Sunday, February 29

Steve: This was one of those days that we're sure we won't forget. We continue to find that serendipity brings us our most memorable experiences, this time an unplanned visit to a village that we simply passed along the road. As we drove this morning on our way to a ceramic village (that we never ended up making it to), Stan noticed a festival of some sort. We stopped the car, and Tan was confident that we'd be welcomed in the village where the festival was happening. He also warned that if we stopped we'd need to be willing to spend some time there. Tan turned out to be very right about this…

As we walked toward the village, we saw several men and women in colorful and traditional robes participating in some sort of temple ceremony. We heard chanting, accompanied by the sound of a large drum and a gong outside. As soon as we arrived, we were warmly greeted by two officially-dressed men. We later learned that one was responsible for planning the festival and the other was the senior government official in the village (the "Party" representative). Very quickly, we realized that we were in for a special experience.

First, we were invited inside the temple to see the ceremony, joining a group of older men sitting on the floor for some tea. We learned that the temple was built to honor a famous Vietnamese general (Nguyen Cong) who defeated the Chinese in 1543. The ceremony was asking the general's permission to hold a festival in his honor starting in 4 days. We watched as the women lit candles and incense, stepping in unison while clicking teacups, and making offerings to the general. The actual ceremony was a very serious affair, yet the men (all seated on the left) and the women (on the right) in attendance were all relaxing and socializing with each other.

After learning about the temple, we moved outside and sat at a table along with various officials and residents of the village who gathered around us. An official photographer showed up and started taking pictures. With Tan as our translator, we learned about the people and their village (called Tram) of 2,500 people, and they asked questions about us. They couldn't stop talking about how honored they were to have had us as visitors. They told us that no Americans had ever stopped by this village before. There were repeated smiles, handshakes and hugs from everyone, and we were quickly told that the village wanted us to be their special guests at the much larger part of the festival that happens in 4 days (unfortunately, we'll be in Laos).

We then proceeded to the village's pagoda, where we met the resident monk. She had just completed her studies, and was extremely warm and friendly. Along with our entourage of village officials, we went into the pagoda where we were given incense that we used in making a prayer and offering to Buddha. The monk then gave us a mini-lesson in Buddhism, explaining the meaning of the various statues inside the pagoda. Many of these statues were adorned with fruit and other offerings that we saw people bringing in as part of their prayers. The pagoda itself was very beautiful, and had just recently been restored.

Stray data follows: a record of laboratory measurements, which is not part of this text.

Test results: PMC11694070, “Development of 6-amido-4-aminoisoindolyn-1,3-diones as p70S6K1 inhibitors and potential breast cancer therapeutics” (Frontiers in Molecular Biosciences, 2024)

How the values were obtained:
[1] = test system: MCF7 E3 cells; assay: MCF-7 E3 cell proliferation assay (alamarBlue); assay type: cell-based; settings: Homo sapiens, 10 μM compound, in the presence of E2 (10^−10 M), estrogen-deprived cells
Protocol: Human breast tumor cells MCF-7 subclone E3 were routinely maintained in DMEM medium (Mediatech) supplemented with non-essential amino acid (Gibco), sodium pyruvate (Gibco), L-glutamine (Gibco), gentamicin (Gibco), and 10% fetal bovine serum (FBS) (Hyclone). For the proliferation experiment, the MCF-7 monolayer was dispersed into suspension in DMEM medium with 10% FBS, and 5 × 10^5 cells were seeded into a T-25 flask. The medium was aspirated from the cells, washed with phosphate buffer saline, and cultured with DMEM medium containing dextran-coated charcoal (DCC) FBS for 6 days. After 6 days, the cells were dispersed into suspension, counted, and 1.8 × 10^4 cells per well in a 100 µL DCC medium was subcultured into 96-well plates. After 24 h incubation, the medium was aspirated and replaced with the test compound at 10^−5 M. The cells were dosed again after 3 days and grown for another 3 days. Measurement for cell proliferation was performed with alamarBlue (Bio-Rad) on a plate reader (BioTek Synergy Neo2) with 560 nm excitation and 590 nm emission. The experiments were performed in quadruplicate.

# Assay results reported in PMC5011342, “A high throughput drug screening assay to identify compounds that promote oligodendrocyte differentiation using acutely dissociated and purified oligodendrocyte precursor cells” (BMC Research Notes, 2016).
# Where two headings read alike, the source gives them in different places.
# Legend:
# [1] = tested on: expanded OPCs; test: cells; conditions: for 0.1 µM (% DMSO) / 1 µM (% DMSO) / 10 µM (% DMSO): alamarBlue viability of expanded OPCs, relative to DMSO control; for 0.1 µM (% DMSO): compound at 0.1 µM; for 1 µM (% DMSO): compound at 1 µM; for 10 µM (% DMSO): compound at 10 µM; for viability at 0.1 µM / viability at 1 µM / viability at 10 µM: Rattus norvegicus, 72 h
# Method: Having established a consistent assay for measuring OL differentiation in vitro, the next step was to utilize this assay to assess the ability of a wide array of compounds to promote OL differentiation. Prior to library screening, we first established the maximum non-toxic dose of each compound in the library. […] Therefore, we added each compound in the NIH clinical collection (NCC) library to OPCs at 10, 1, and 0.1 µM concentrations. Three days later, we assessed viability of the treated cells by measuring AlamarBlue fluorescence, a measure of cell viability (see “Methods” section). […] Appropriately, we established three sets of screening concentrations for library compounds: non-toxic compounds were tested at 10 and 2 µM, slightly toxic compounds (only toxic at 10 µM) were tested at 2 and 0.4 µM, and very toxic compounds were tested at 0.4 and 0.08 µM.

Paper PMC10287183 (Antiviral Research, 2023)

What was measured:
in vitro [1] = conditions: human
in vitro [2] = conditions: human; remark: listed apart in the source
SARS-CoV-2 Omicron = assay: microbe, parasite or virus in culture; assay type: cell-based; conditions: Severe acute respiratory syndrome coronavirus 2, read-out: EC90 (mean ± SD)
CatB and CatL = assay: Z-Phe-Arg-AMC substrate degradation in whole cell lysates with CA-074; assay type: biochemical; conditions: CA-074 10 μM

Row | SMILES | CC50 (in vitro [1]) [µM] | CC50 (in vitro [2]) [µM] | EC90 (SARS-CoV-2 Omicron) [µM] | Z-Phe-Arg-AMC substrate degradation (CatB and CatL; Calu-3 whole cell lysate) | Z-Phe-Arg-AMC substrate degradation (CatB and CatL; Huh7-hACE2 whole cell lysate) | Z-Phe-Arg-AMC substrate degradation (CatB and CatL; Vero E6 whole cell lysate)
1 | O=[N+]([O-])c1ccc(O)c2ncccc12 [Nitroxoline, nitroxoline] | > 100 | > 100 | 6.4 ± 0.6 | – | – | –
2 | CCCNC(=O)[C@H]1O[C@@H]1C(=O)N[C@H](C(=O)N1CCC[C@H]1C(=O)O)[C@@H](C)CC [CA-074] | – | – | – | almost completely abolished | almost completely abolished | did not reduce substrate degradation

After leaving the pagoda, we said that we'd like to make a small contribution to help with the continued restoration of the pagoda. Our donation (100,000 dong, or about $6) was warmly received, and I was asked to pose for the local photographer (with the village officials in the background) as I handed the money to the monk on a plate. All very official.

Next we were told that the village wanted us to partake in a "lucky meal" with them before we left. How could we refuse! We were taken back inside the temple, where the ceremony had now completed and people were gathering to eat. But prior to eating, it was first things first. Before we knew it, we were all given cups of locally produced rice wine, and were participating in a large and increasingly raucous group toast. Of course, we were expected to drink the wine in the same the way the locals do - bottoms up (Paula successfully pretended to down it all at once, while David and Katie were given a reprieve and were allowed to sip the wine).

Our cups were quickly refilled, and we then approached the group of older men on the other side of the temple - Tan suggested that it would be proper for us to go and offer them a toast. Now things got very funny as the men started laughing and joking loudly in Vietnamese. One man repeatedly shouted "Hanoi! Washington!" and then said something like "Best Friends" (in Vietnamese). He obviously had partaken in quite a few cups of rice wine… Included in this group of men was the 96 year-old village elder, and we took some great pictures of him.

Next we were escorted back to our table (which they had set up especially for us since they didn't think we'd be comfortable on the floor), where we were served sticky rice and salted pork. We've had some sticky rice before, but this was the stickiest. It had to literally be cut with a chopstick acting as a knife. It actually tasted great, and made it much easier for using chopsticks (we were pretty sure that there were no forks here…). As we ate and drank the rice wine, our plates and glasses kept getting refilled - this obviously made the people very happy. The atmosphere during our meal was jovial, and we continued sharing stories and learning about each other. Katie was particularly pleased when told how tall she looked for her age!